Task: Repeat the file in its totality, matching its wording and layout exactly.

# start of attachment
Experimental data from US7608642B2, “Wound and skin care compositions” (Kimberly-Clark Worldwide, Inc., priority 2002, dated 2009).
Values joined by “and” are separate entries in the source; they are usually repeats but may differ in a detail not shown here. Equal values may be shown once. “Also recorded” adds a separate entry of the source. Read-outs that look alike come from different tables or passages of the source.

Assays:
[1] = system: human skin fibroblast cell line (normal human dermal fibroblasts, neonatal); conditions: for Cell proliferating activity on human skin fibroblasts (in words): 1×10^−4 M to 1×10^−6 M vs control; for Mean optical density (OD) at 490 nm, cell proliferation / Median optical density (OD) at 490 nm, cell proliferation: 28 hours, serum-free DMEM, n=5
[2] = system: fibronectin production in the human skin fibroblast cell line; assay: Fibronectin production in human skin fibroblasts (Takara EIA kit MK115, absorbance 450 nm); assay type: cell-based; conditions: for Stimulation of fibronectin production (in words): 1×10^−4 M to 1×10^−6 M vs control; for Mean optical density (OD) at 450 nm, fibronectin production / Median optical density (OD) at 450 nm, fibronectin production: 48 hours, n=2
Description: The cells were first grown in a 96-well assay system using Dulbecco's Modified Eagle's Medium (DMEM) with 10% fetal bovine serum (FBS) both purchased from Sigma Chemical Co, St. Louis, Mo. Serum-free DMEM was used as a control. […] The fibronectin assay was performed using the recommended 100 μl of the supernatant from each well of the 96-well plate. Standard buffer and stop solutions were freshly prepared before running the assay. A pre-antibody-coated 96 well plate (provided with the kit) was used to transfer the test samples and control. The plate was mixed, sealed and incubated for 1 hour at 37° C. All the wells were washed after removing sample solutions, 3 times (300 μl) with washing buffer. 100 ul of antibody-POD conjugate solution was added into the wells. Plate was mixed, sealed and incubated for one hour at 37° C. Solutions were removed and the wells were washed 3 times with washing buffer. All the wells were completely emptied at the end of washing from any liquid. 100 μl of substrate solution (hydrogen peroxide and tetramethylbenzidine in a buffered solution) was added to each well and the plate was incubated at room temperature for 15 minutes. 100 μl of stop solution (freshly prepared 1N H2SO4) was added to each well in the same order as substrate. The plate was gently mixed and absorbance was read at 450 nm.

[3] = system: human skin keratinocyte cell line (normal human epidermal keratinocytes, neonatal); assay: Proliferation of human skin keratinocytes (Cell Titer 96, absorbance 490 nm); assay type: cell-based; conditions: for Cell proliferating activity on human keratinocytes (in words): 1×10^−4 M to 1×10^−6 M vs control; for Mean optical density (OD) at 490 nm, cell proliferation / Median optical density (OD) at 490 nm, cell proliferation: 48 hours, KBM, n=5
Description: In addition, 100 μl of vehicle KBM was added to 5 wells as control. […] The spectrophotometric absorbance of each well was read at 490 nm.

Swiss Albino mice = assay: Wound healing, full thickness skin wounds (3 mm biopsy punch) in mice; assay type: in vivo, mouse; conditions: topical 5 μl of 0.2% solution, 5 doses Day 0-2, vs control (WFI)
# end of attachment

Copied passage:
Experimental data from US7608642B2, “Wound and skin care compositions” (Kimberly-Clark Worldwide, Inc., priority 2002, dated 2009).
Values joined by “and” are separate entries in the source; they are usually repeats but may differ in a detail not shown here. Equal values may be shown once. “Also recorded” adds a separate entry of the source. Read-outs that look alike come from different tables or passages of the source.

Assays:
[1] = system: human skin fibroblast cell line (normal human dermal fibroblasts, neonatal); conditions: for Cell proliferating activity on human skin fibroblasts (in words): 1×10^−4 M to 1×10^−6 M vs control; for Mean optical density (OD) at 490 nm, cell proliferation / Median optical density (OD) at 490 nm, cell proliferation: 28 hours, serum-free DMEM, n=5
[2] = system: fibronectin production in the human skin fibroblast cell line; assay: Fibronectin production in human skin fibroblasts (Takara EIA kit MK115, absorbance 450 nm); assay type: cell-based; conditions: for Stimulation of fibronectin production (in words): 1×10^−4 M to 1×10^−6 M vs control; for Mean optical density (OD) at 450 nm, fibronectin production / Median optical density (OD) at 450 nm, fibronectin production: 48 hours, n=2
Description: The cells were first grown in a 96-well assay system using Dulbecco's Modified Eagle's Medium (DMEM) with 10% fetal bovine serum (FBS) both purchased from Sigma Chemical Co, St. Louis, Mo. Serum-free DMEM was used as a control. […] The fibronectin assay was performed using the recommended 100 μl of the supernatant from each well of the 96-well plate. Standard buffer and stop solutions were freshly prepared before running the assay. A pre-antibody-coated 96 well plate (provided with the kit) was used to transfer the test samples and control. The plate was mixed, sealed and incubated for 1 hour at 37° C. All the wells were washed after removing sample solutions, 3 times (300 μl) with washing buffer. 100 ul of antibody-POD conjugate solution was added into the wells. Plate was mixed, sealed and incubated for one hour at 37° C. Solutions were removed and the wells were washed 3 times with washing buffer. All the wells were completely emptied at the end of washing from any liquid. 100 μl of substrate solution (hydrogen peroxide and tetramethylbenzidine in a buffered solution) was added to each well and the plate was incubated at room temperature for 15 minutes. 100 μl of stop solution (freshly prepared 1N H2SO4) was added to each well in the same order as substrate. The plate was gently mixed and absorbance was read at 450 nm.

[3] = system: human skin keratinocyte cell line (normal human epidermal keratinocytes, neonatal); assay: Proliferation of human skin keratinocytes (Cell Titer 96, absorbance 490 nm); assay type: cell-based; conditions: for Cell proliferating activity on human keratinocytes (in words): 1×10^−4 M to 1×10^−6 M vs control; for Mean optical density (OD) at 490 nm, cell proliferation / Median optical density (OD) at 490 nm, cell proliferation: 48 hours, KBM, n=5
Description: In addition, 100 μl of vehicle KBM was added to 5 wells as control. […] The spectrophotometric absorbance of each well was read at 490 nm.

Swiss Albino mice = assay: Wound healing, full thickness skin wounds (3 mm biopsy punch) in mice; assay type: in vivo, mouse; conditions: topical 5 μl of 0.2% solution, 5 doses Day 0-2, vs control (WFI)